*     Finally ripped bead with regular profile.
*     X-ray quality welds.
*     Weldmetal possess excellent mechanical properties and is highly
resistant to cracking.

Thanks,  I had looked at the Lincoln and Miller web sites , but did
not find anything that explained why one would choose 7016.  I think I
must have gotten these rods after using some 7018 where the beads were
very short and the material was thick( requiring many restrikes )
Either that or I got them at Boeing Surplus  8-) after they were
chucked for being exposed to humidity.

=20
Dan

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The MSDS for the Polaris 18 electrode is listed on Rockmount Nassau=92s
website: http://www.rockmountnassau.com/msds1.html , but it doesn=92t
provide more detail.  Maybe it=92s a discontinued product.  They have an
800 number, so maybe a call to them will answer your question about
its applications..


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Hey Dan,

I just happened to find about them in a downloadable pipe welding manual at
Lincoln website.  A little late but remembered this thread.  It seems they
are for root passes in pipe using low hydrogen electrode.  Usually it seems
cellulosic electrode is for root pass.  Though this is for a more strong
than the weakest pipes it seems.  No 7018 in this section of the literature.
Try one and see if it isn't a deep penetrating or fast freezing low hydrogen
electrode.
quote
Low Hydrogen Electrodes for Pipe Welding
Lincoln 16P (E7016)
Specially designed for vertical up welding of pipe. The thin coating of
the 3/32" (2.4 mm) size allows for its use in root pass welding. Can be used
in grades X-52 through X-65. Because of its unique burn-off
characteristics, it is recommended for welding of open joint gaps.



Fran


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snip



Sounds like a good read,  PLEASE POST A LINK.

TIA




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this link is on the page or a page about their version of 6010 or 5P
http://content.lincolnelectric.com/pdfs/products/literature/c2410.pdf

then you find this text
which seems to paste real tiny buy maybe you have all your newsgroups in
plain text so it is normal.
For vertical up and vertical down pipe welding technique,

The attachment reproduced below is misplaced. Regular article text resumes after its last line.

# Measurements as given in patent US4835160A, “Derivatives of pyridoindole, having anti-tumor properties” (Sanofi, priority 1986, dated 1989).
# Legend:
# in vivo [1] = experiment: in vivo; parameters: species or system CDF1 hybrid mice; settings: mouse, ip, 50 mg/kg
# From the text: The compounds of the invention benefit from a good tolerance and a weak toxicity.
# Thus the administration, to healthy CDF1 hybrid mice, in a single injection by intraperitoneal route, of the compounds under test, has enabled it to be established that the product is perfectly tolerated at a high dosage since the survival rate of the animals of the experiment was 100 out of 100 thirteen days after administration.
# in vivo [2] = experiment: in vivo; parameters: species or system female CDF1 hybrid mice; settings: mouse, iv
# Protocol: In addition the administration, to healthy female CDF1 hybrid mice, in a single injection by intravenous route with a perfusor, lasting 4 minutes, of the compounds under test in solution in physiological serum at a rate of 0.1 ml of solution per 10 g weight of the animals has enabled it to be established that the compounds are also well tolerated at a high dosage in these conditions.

request Lincoln bulletin C2.420, Welding Pressure Pipelines.



upon putting C2.420 into their search box I highlighted this text out of one
of the results and pasted it in.

http://content.lincolnelectric.com/pdfs/products/literature/c2420.pdf



 What I copied straddles pages 32 and 33

I would expect using the basic technique you could amass quite a few similar
pdf files in a folder which are much easier to find than figuring out how
you found it last night.  one might experiment with changing the numbers
like 2410 and 2420 and see what you get.

Fran


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Lots of good information (but could use a little proof-reading).
Thanks for posting the link.



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"Low slag" Basic so weld down in narrow groove isn't being choked with slag?
In narrow groove - don't need a lot of slag to shield and shape weld bead?

Rich S.

Re: E 7016 electrode
replying to dcaster@krl.org, Decker wrote:
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7016 welding rod is used for welding metal deck on to metal beams / arch spot
weld or puddle welds start and stop welding thousands per floor.
High rise buildings / metal building construction.

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Most Deck rod is 6022.

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7016's used at least here in Europe for root-running.  7016 thin flux = low
slag which is not a problem in the root and prevents your root will not
choke on vast amounts of slag.
As I understand it and as seems right from practice.